Buddhism and the Erotic

a sleeping male beauty, nude, with a sizeable endowment peeking out; he's resting on a dark background and graced with gentle white flowers

Buddhism and the erotic is not a combination you come across everyday. But trust me, two great tastes that taste great together.

I have identified as Buddhist for a while now. It creeps into my work here and there. It might be subtle thematic ideas like this series of paintings. Or, it’ll show up in the comics in the form of characters and events inspired by the absolutely astounding array of Buddhist writings across the millennia. (No single Book™️ for us.) I’ve also dedicated time to studying traditional Tibetan thangka painting under the tutelage of the fabulous Carmen Mensink. Not to mention a wide array of readings, talks, and retreats over the years. All threads in the tapestry.

And, yes, there are threads of the erotic in this spiritual life-tapestry as well. It might seem an odd pairing, the Buddhist and the erotic. The renunciatory or monastic paths often spring to mind first. For those on that path, the erotic is distraction and attachment and is, indeed, set aside as an important step on the journey to nirvana. This is not my path.

Less commonly, you might run across the word “tantric” and its sexual overtones in connection to Buddhism, especially in the aforementioned Tibetan traditions. It’s not so much literal sex, but a symbol or representation of the fundamental energies of wisdom and compassion joined together. If you’re interested in a deeper look at this ancient tradition, I suggest picking up a copy of Secret of the Vajra World by Reginald Ray for the history and philosophy. If you want more of the art, then get your hands on Images of Enlightenment by Andy Weber and Jonathan Landaw. This is not exactly my path, either.

Instead, I’m searching for my own path out of the dark forest of western thought—duality, hierarchy, original sin, heteronormativity, and all the rest. I’m searching for ways to grapple with these, authentically, and as a new kind of Buddhist—a white, western Buddhist.

Now, the erotic is pleasure and pleasurable. But does it end there? Nice bit of fun then back to “real” life? The capitalistic mindset would have us believe as much. But consider how erotic energy weaves its way through your entire existence. Can you really contain it to just the bedroom, just the night, just the private. Nope. It’s a fundamental life force, perhaps the fundamental force.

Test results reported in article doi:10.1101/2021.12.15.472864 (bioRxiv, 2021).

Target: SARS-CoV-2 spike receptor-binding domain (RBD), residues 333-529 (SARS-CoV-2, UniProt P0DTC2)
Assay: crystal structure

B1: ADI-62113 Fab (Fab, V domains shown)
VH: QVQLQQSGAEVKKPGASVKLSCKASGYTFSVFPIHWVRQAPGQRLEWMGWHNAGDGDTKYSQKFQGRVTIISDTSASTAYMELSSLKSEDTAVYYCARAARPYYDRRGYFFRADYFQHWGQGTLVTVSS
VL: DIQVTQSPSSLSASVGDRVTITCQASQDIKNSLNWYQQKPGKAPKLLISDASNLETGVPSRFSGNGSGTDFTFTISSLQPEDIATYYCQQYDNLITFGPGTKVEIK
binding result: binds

So why then is so much western thought, morality, and legislation bent on curtailing and constraining the erotic? Why is something so fundamental, powerful, and pleasurable criminalized, censored, and shamed? Because, if let loose the erotic threatens to tear down the house which whiteness built.

Owning the truth or our desires and powers shows that our fundamental nature, our Buddha-nature (yes, we’re all Buddhas to be, we just don’t realize it!) isn’t aligned with exploitation and greed. The people and systems clinging to exploitation and greed, driven by their fear, are deeply threatened by those of use daring to claim and seek our true, fundamentally pure desires.

The erotic is, therefore, a powerful weapon to be wielded carefully and compassionately lest you fall into new traps of attachment and objectification. The teachings of Buddhism that point out our fundamentally enlightened nature and show us the power of wisdom and compassion joined, are the perfect way to handle this powerful weapon we all posses.

Celebrating the erotic as a liberatory practice, as a great equalizer, as an energetic movement toward breaking down the barriers of self and other, is the light and purpose of my path—in art and life. 

painting of manjushri, buddha of infinite wisdom wielding a flaming sword
Manjushri by Andy Weber

I’ll leave you with this fabulous image from Andy Weber, another westerner dedicated to the Buddhist path. It’s Manjushri, Buddha of infinite wisdom. Yes, that’s a flaming sword he’s wielding. Why is that? Because the wisdom of the erotic is a powerful, flaming sword cutting through the delusion and ignorance that are the foundation of western white capitalistic thinking.

The world is too damn straight!

two handsome men kissing

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Engaged Buddhism
Making art is my path of engaged Buddhism–the radical act of creating beauty and using imagination to point the way to a better world.
Spartacus, queer hero
I can't capture the entirety of queer experience in any single work or art. But, I can strive, one step at a time, one canvas at a time, to tell better stories than what I had in my formative years.

Published by Edward Ficklin

Edward Ficklin (he/him), the maverick artist not afraid to say gay, is dedicated to creating erotic work as a pathway to liberation for all. His work centers the nude figure exploring its own delights, ranging from the sensual to the ecstatic. His paintings have appeared in NYC galleries, national exhibitions dedicated to erotic art, and numerous naughty, but high quality, publications.

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